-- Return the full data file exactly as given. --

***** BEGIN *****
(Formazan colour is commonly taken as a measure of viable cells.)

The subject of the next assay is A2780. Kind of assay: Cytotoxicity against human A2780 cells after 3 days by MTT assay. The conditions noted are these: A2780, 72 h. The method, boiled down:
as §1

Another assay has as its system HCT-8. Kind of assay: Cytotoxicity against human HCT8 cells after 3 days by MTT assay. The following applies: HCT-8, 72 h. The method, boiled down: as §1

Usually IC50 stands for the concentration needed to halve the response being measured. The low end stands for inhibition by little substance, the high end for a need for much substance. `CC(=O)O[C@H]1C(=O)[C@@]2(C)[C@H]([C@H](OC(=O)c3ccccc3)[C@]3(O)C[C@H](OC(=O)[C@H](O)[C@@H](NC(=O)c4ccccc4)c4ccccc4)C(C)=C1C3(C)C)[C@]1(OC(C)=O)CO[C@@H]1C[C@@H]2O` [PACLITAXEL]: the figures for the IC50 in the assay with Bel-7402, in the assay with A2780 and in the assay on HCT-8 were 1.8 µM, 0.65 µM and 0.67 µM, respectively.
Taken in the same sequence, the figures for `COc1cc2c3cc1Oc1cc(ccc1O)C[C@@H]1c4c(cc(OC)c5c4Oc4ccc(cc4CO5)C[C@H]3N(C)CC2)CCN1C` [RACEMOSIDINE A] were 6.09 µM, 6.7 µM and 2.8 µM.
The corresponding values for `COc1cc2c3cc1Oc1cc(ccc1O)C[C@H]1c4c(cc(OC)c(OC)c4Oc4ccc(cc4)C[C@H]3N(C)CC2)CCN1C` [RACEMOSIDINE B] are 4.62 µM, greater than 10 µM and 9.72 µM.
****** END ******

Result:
(Formazan colour is commonly taken as a measure of viable cells.)

The subject of the next assay is A2780. Kind of assay: Cytotoxicity against human A2780 cells after 3 days by MTT assay. The conditions noted are these: A2780, 72 h. The method, boiled down:
as §1

Another assay has as its system HCT-8. Kind of assay: Cytotoxicity against human HCT8 cells after 3 days by MTT assay. The following applies: HCT-8, 72 h. The method, boiled down: as §1

Usually IC50 stands for the concentration needed to halve the response being measured. The low end stands for inhibition by little substance, the high end for a need for much substance. `CC(=O)O[C@H]1C(=O)[C@@]2(C)[C@H]([C@H](OC(=O)c3ccccc3)[C@]3(O)C[C@H](OC(=O)[C@H](O)[C@@H](NC(=O)c4ccccc4)c4ccccc4)C(C)=C1C3(C)C)[C@]1(OC(C)=O)CO[C@@H]1C[C@@H]2O` [PACLITAXEL]: the figures for the IC50 in the assay with Bel-7402, in the assay with A2780 and in the assay on HCT-8 were 1.8 µM, 0.65 µM and 0.67 µM, respectively.
Taken in the same sequence, the figures for `COc1cc2c3cc1Oc1cc(ccc1O)C[C@@H]1c4c(cc(OC)c5c4Oc4ccc(cc4CO5)C[C@H]3N(C)CC2)CCN1C` [RACEMOSIDINE A] were 6.09 µM, 6.7 µM and 2.8 µM.
The corresponding values for `COc1cc2c3cc1Oc1cc(ccc1O)C[C@H]1c4c(cc(OC)c(OC)c4Oc4ccc(cc4)C[C@H]3N(C)CC2)CCN1C` [RACEMOSIDINE B] are 4.62 µM, greater than 10 µM and 9.72 µM.